Grenada was a sovereign state and she was of course allowed to forge close relations with whichever nation she so desired. The Grenadan Government did not purpose to launch an invasion of any other state. I have never heard it argued that the increase in her military capability was for an aggressive intention. Further, the Grendan Government was entitled to pursue whatever policies that she wished so long as these were not inconsistent with international law.

There were over 1 000 Americans on the island. President Ronald Reagan said that he sent the troops in to protect these people. There was no evidence that they were in danger. One must ask oneself how it would have been had the boot been on the other boot. What is sauce for the goose is sauce for the gander. Would Reagan have accepted it if Grenada invaded the United States in order to protect Grenadans in the USA? I suspect not. This justification is specious since by making Grenada a war zone Reagan put these Americans in danger. Dozens of civilians were killed in the conflict though so far as I know none of them were American. 

Bishop and some of his acolytes were captured. They were executed by firing squad. I am unsure who slew them. The bodies have not been located which is highly suspicious? If I were behind such an operation I would make sure that Grenadans killed the so the finger could not be pointed at the USA. 

A high majority of states in the United Nations condemned the US action. The United Kingdom abstained on this vote. 

Elizabeth II was and is Queen of Grenada. Maurice Bishop was her Prime Minister. Reagan professed himself to be a Britophile so it was a little off colour to kill the queen’s man! The Commonwealth was aghast at the invasion of a tiny and unoffending Commonwealth country. 

The British Government was not informed of the American intention. Reagan even denied to Margaret Thatcher that he was about to invade.

 It weakened the Western moral position viz a vis the Soviet Union. It was hard to speak out against the Red Army’s presence in Afghanistan when American attacked Grenada. The Afghan Government had invited the Soviets in. The communists of Kabul held the Afghan seat in the United Nations. I know they were undemocratic but so were half the countries in the world and few questioned the legitimacy of the governments of most states such as China. Much though I detest the communists in Afghanistan they were the lawful government of that country. In Grenada’s case the claim for legitimacy for Bishop’s government was feebler since he had ousted a democratic system.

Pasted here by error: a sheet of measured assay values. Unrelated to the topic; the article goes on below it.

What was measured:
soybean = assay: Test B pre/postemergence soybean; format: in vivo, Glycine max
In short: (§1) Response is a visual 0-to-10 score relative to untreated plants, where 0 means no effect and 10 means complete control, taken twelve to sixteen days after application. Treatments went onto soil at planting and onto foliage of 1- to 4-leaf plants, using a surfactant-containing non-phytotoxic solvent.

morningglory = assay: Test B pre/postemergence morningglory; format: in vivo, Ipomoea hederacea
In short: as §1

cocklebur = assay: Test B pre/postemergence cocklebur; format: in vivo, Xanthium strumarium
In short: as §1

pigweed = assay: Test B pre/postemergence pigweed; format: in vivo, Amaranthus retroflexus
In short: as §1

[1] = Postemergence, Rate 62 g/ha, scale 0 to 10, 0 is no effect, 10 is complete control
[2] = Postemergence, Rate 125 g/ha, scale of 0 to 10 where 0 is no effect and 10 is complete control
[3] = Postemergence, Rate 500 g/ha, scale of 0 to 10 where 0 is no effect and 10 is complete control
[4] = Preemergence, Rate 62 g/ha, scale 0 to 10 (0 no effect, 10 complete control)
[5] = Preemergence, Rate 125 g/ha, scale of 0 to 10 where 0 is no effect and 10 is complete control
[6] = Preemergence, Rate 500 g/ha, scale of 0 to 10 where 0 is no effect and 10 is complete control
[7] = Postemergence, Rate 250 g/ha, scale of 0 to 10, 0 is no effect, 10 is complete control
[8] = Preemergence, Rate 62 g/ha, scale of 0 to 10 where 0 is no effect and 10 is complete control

Bishop was swiftly replaced. The US could truthfully say that democratic elements in Grenada had appealed to them for assistance. When these freedom loving people beseeched Ronald Wilson Reagan for succour he could not turn them down.

That was the end of the New Jewel Movement in Grenada. Democracy was restored. Some of Bishops cronies continued in politics and later won office. 

If Reagan had not taken strong action then maybe that land would have become fully communist. There might have been a Red Army base there and nuclear missiles. This is all conjecture.

If in doubt – stay out. So as I am unsure about this military intervention I have to say I think it was wrong. It is no use sitting on the fence. Militarily it was a complete success for the US. All the objectives were achieved for minimal casualties. Cuba was bested. I wonder if the prisoner yielded any useful intelligence or any were turned into spies. But I do not think that this action was morally or legally justified.

May Week was in June – some thoughts

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I read this memoir by Clive James. He is an acclaimed Australian writer and broadcaster who spent most of his adult life in the United Kingdom. As the title indicates this book is about the foibles and the humour of being at Cambridge.  He takes us straight into the action – arriving on a misty October day aged 24. He has a degree from thE University of Sydney already under his belt. He is highly eloquent without ever being verbose. He only used a handful of words that sent me thumbing through the dictionary. In was the manner in which he strung his words together than was innovative. He never tarried with tedious details. He jumped from one arresting scene to the next. It was an engaging and droll book.